A U.S. Marine from 3d Battalion, 8th Marine Regiment, and an Afghan National Police officer provide security in Delaram, Farah, Afghanistan, 23 March 2009.
...even terrorists not bent on committing suicide attacks are often "true believers" who are willing to proceed despite whatever the legal system may throw at them.
...terrorists should not be treated as criminals any more than as soldiers. They are a distinct breed...
There will be no signing of a peace treaty with Bin Laden on top of a battleship...
...the notion that one can and should deal differently with Americans versus others is also highly anachronistic.
Afghan National Policemen man a guard shack on the road leading across the Pakistan/Afghanistan border below checkpoint 7 in the Tirzaye district of the Khowst province of Afghanistan, 27 March 2007.
A new line should be drawn between combatant and noncombatant civilians.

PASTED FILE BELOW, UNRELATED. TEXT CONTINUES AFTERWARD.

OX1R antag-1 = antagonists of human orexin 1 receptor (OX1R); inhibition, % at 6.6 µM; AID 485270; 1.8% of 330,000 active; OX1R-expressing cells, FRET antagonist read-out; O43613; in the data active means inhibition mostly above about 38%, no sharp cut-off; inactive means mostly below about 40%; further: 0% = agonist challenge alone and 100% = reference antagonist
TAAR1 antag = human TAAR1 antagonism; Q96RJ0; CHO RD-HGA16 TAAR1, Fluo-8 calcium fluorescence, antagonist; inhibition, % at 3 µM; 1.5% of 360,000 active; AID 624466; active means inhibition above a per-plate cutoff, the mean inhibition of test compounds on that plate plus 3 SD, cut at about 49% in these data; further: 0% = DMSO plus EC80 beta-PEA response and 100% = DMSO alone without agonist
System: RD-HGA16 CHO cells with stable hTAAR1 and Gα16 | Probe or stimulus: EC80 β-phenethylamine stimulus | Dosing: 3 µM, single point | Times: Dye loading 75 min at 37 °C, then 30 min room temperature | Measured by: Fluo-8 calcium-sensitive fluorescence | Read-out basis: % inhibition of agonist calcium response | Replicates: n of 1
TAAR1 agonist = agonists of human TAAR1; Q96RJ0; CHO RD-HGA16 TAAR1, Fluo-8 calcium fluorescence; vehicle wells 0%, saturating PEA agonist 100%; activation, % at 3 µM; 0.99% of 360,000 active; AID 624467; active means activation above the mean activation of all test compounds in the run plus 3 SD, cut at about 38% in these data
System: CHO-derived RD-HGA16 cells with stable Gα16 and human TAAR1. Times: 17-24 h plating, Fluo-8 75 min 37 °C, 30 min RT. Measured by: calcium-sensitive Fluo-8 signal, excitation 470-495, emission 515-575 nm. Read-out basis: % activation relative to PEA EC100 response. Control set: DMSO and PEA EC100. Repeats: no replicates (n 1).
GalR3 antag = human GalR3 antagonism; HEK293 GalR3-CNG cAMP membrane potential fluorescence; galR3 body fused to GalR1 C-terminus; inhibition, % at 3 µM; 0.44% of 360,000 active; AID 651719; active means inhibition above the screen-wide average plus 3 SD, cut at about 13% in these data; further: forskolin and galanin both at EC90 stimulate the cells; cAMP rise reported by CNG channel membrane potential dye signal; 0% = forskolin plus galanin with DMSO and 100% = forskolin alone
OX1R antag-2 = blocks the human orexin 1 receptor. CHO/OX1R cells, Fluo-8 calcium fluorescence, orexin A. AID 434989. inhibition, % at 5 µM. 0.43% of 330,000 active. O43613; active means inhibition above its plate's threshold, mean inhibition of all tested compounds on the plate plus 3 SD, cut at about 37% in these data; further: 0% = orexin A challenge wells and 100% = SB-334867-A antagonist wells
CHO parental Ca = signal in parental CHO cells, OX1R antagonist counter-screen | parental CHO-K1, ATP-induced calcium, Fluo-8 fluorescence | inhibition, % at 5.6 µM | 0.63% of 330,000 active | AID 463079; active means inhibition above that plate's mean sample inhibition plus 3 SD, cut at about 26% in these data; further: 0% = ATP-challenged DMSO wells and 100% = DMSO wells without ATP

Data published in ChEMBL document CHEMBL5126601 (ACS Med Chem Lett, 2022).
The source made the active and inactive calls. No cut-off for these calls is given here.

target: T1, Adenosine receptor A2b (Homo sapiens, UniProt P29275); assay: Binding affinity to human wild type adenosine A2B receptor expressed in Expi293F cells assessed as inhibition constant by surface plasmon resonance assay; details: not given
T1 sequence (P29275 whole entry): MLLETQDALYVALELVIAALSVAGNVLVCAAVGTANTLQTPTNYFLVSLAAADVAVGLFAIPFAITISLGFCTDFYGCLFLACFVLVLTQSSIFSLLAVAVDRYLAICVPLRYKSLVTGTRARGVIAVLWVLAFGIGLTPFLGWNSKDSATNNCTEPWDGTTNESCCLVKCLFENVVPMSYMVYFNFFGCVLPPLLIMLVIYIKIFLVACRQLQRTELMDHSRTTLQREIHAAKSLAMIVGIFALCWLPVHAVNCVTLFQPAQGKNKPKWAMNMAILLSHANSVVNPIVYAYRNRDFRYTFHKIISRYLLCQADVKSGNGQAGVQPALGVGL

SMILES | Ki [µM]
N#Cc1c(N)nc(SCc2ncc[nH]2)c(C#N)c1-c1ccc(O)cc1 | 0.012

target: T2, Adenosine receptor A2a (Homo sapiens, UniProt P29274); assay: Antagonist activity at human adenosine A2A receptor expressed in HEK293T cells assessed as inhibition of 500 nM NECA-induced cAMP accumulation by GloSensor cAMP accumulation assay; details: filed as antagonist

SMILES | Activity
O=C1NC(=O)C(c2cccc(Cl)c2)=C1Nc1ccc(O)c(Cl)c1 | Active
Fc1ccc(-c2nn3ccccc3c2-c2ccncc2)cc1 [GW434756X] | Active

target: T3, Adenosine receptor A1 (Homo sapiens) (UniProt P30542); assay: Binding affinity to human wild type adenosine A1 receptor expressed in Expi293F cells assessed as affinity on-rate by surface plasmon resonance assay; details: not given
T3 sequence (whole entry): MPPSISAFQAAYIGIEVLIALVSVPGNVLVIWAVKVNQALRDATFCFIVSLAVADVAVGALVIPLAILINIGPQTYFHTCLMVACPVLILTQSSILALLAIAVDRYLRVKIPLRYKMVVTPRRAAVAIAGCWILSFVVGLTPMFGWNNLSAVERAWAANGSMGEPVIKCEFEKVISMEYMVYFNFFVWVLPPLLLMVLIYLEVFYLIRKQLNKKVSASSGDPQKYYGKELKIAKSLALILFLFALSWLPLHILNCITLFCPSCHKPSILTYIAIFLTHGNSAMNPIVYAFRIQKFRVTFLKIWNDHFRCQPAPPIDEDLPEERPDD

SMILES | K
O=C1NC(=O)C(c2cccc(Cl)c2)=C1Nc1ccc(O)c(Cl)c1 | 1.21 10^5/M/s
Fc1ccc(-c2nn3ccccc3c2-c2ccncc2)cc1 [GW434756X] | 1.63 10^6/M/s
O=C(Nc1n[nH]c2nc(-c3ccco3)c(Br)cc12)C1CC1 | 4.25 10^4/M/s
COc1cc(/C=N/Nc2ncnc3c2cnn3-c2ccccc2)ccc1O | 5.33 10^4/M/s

...the fact that some purposes are noble and others foul does not make the means used good.
1. It remains to be worked out what should be considered torture. It can be defined so broadly that it would block most interrogation techniques-for instance, if it encompasses a ban on humiliating the detainees and it leaves up to them to define what is humiliating - or so narrowly that waterboarding and many other cruel measures would be allowed as long as they do not lead to organ failure. It goes without saying that the suggested guidelines' use would be much hampered unless the definition is worked out, presumably somewhere in between these two extremes.
2. Benjamin Wittes. Law and the Long War (New York: The Penguin Press, 2008) 165.
3. Nor can they be tried as soldiers, as much of the evidence is not admissible in military commissions either.
4. Chairman of the Joint Chiefs of Staff Instruction, Standing Rules of Engagement for U.S. Forces, 15 January 2000, A-3.
5. Amitai Etzioni, Security First: Fora Muscular, Moral Foreign Policy (New Haven, CT: Yale, 2007); Amitai Etzioni, The Moral Dimension: Toward a New Economics (New York: Free Press, 1988).
6. Amitai Etzioni, "Reconstruction: An Agenda"in Statebuitding and intervention: Policies, Practices, and Paradigms, ed., David Chandler (New York: Routledge Press, 2009)101-21.
Amitai Etzioni is professor of international relations at The George Washington University and author of Security First: For a Muscular Moral Foreign Policy (Yale, 2007).…